Witness the genesis of Kanye West’s rap career in “Jeen-Yuhs”
His life has never been easy. Before Kanye West interrupted Taylor Swift’s speech at the 2009 MTV Video Music Awards, before he made national headlines for his controversial comments about 400 years of slavery, before he changed the paradigm of street fashion with the Yeezy brand and before his breakthrough artistry transformed music forever, Kanye was a talented young producer from Chicago who was dedicated to breaking into rap – a feat easier dreamed of than done.
Although Kanye’s bars, verses and flows were visionary, as well as backed by the best entertainers in hip-hop, Kanye proved to be way ahead of his time. The top record labels in the industry did not share his dream and rejected the young and unique rapper.
In the first part of “Jeen-Yuhs: A Kanye Trilogy” titled “VISION”, the Netflix documentary series follows a young West as he initially fails to defy the overwhelming odds, but is ultimately bound to draw all the lights, create waves in the industry and become the most prolific and controversial artist in music.
The approximately 90-minute documentary, released exclusively on Netflix on February 16, is filmed, directed and narrated by Clarence ‘Coodie’ Simmons Jr., a longtime friend and collaborator of West. Although Simmons began his career as a successful comedian and television personality – as he states in the documentary – he saw West’s immense potential as an industry-changing artist, took a high-risk bet and abandoned his own professional ambitions to focus on documenting the young rapper/producer’s rise to stardom.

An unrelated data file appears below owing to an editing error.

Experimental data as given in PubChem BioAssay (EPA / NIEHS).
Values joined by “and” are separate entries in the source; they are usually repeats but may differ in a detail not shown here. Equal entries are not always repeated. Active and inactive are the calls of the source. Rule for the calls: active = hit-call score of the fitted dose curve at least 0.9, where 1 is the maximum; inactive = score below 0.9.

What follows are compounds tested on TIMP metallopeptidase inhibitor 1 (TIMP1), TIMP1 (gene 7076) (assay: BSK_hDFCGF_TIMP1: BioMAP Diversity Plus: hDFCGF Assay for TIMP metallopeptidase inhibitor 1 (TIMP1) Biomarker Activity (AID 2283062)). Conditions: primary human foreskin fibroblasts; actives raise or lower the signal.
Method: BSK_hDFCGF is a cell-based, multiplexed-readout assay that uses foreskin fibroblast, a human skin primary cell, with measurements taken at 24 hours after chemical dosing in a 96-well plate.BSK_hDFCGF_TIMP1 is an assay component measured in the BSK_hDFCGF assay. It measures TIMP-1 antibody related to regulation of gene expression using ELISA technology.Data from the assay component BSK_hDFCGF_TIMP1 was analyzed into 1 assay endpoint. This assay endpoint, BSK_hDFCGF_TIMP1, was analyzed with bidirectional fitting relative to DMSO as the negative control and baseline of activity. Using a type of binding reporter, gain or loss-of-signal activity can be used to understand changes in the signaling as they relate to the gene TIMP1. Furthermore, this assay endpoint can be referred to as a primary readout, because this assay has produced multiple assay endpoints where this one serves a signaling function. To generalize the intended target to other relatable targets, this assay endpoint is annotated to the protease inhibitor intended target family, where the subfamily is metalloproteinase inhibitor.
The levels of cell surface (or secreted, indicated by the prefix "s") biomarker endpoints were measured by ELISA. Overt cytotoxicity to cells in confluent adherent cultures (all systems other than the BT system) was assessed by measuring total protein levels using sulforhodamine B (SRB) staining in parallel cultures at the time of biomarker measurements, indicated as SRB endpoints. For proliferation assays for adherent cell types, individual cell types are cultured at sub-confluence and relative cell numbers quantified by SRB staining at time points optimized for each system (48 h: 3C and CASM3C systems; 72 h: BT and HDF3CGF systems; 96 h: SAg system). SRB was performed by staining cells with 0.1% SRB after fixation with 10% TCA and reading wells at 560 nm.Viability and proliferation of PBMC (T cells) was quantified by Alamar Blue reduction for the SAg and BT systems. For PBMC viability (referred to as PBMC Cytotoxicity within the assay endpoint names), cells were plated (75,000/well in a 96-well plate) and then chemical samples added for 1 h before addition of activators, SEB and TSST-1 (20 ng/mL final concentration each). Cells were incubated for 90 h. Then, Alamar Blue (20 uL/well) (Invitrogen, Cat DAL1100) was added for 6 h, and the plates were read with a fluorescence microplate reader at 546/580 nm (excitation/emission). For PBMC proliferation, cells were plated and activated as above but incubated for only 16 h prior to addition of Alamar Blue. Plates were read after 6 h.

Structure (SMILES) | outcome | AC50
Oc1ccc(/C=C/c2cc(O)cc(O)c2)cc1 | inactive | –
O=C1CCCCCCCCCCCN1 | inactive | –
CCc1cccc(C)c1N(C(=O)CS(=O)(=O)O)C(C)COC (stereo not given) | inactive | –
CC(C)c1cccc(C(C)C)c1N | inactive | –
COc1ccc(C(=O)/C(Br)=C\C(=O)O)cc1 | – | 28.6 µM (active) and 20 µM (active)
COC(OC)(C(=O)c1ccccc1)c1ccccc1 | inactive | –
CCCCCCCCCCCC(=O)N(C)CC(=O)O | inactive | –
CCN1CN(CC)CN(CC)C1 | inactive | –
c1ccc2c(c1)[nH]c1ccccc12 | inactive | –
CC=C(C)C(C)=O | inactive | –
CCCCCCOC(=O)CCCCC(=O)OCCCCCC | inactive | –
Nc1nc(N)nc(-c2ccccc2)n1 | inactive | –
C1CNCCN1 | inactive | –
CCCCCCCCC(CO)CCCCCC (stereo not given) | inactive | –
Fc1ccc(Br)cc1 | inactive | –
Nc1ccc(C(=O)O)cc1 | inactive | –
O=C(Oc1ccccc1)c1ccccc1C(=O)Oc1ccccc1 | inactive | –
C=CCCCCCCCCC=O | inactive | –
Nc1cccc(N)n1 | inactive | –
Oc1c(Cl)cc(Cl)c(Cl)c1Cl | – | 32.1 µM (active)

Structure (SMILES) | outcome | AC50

And 21 years of documenting Kanye later, it’s safe to say that Simmons’ risky decision paid off, and here we are today: audiences have a candid, first-hand account of humble beginnings. of West.
At the start of “Jeen-Yuhs,” audiences meet West as he has taken a leap of faith and moved from his hometown of Chicago to New York City in search of a record deal. Diving headfirst into the city’s thriving rap scene, West aims to grow from an acclaimed producer to an industry-leading rapper.
In stark juxtaposition to today’s scene, where high-profile hip-hop artists such as Tyler, The Creator, J. Cole and Eminem are both producing their beats and rapping, at the time of filming the documentary, the combo producer/rapper was virtually unheard of in the industry.
Plus, at a time when “gangsta rap” was at its height and many popular hosts had criminal histories, Kanye was a black sheep. He came from a middle-class upbringing, went to college before dropping out, maintained a non-belligerent demeanor and preferred to rap about black community social issues such as poverty, systematic oppression , lack of quality education, consumerism and police brutality. Due to all of these factors, as shown in the documentary, his personal image and rapping style failed to turn heads in the industry and left Kanye struggling to get signed to a record label.
However, as his late mother Donda often said – an English teacher and a monumental supporter and influence on Kanye’s rap career – West was truly special and with enough effort, drive and passion, he would eventually by breaking through and realizing his dream.
It’s comical and heartwarming to see young West in “Jeen-Yuhs.” No matter how many times he’s been humiliatingly rejected and abandoned, in the footage he keeps pushing forward and brazenly claiming he’ll one day be the greatest rapper of all time. It’s cliché, but imagine how stupid labels must feel for passing on the Kanye West.
“VISION” drops about a week before West’s highly anticipated 11th studio album “Donda 2” which will be released (most likely, maybe) on February 22, exclusively on Kanye’s own platform – the Stem Player. The second and third parts of the documentary, titled “PURPOSE” and “AWAKENING” respectively, will be released consecutively within the next two weeks.